Energy: the new thirty years' war; we are heading for a global succeed-or-perish contest among the energy big hitters – but who will be the winners and losers? Michael Klare; (via )
Around one year ago we saw some of the recent events in solar power. At that time solar panels topped out at a peak efficiency of around 290W for a 1.99 x 0.99 meter 72-cell module, with a lone rare and expensive 315W module that was used to build team Germany's solar decathlon winning house. Since then prices have dropped a lot, and China is advancing in commodity tech. [more inside]
Get the Energy Sector off the Dole - Why ending all government subsidies for fuel production will lead to a cleaner energy future—and why Obama has a rare chance to make it happen.
The world's largest solar power plant will probably be cleared for construction in California. At 1GW it is the size of a nuclear power plant and nearly doubles the US installed base of commercial-scale solar power. It will take 6-years, $6-billion and 7,000-acres. Proposed site (on Google maps). It will use parabolic trough's (video). It is being built by a German company (construction video / operation animation). There are many other CSP (Concentrated Solar Power) projects.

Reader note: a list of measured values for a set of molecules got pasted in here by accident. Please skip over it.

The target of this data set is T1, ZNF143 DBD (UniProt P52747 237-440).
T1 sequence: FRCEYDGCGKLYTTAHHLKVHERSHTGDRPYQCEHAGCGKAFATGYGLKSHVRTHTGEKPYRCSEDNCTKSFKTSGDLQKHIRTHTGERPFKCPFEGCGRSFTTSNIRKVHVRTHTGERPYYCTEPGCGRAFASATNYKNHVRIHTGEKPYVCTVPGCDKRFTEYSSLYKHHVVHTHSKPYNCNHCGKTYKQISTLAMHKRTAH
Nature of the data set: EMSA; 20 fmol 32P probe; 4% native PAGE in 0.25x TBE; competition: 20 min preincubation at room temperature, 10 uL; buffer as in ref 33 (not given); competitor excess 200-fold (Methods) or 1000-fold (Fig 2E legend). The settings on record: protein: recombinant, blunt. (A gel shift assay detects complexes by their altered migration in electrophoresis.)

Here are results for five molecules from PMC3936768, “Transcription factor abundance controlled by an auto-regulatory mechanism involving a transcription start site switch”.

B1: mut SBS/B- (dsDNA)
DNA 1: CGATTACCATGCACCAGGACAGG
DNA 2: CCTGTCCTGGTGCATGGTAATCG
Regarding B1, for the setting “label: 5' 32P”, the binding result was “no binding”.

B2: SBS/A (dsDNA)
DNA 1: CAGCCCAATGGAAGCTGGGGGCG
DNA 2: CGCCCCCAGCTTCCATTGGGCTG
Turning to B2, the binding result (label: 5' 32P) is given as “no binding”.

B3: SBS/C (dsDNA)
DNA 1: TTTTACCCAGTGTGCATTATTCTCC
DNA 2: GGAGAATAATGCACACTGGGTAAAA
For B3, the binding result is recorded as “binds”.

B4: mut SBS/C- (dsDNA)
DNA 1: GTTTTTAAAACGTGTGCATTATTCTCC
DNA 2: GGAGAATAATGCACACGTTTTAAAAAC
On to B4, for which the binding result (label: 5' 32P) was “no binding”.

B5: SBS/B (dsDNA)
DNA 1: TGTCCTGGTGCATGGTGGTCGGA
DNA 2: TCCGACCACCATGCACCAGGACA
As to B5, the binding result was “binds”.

Solar power continues to become more economical with every passing month. The price of standard monocrystalline/polycrystalline 210W to 300W modules has halved, from above $3/watt to below $1.70/watt in the past 12 months. The Canadian province of Ontario has become the first location in North America to offer an aggressive feed-in tariff comparable to the feed-in tariffs in Germany and Spain, paying above 80 cents/kWh for power generated by small rooftop photovoltaic installations. The US federal government is also offering massive tax breaks for solar installations as part of the 2009 ARRA act. [more inside]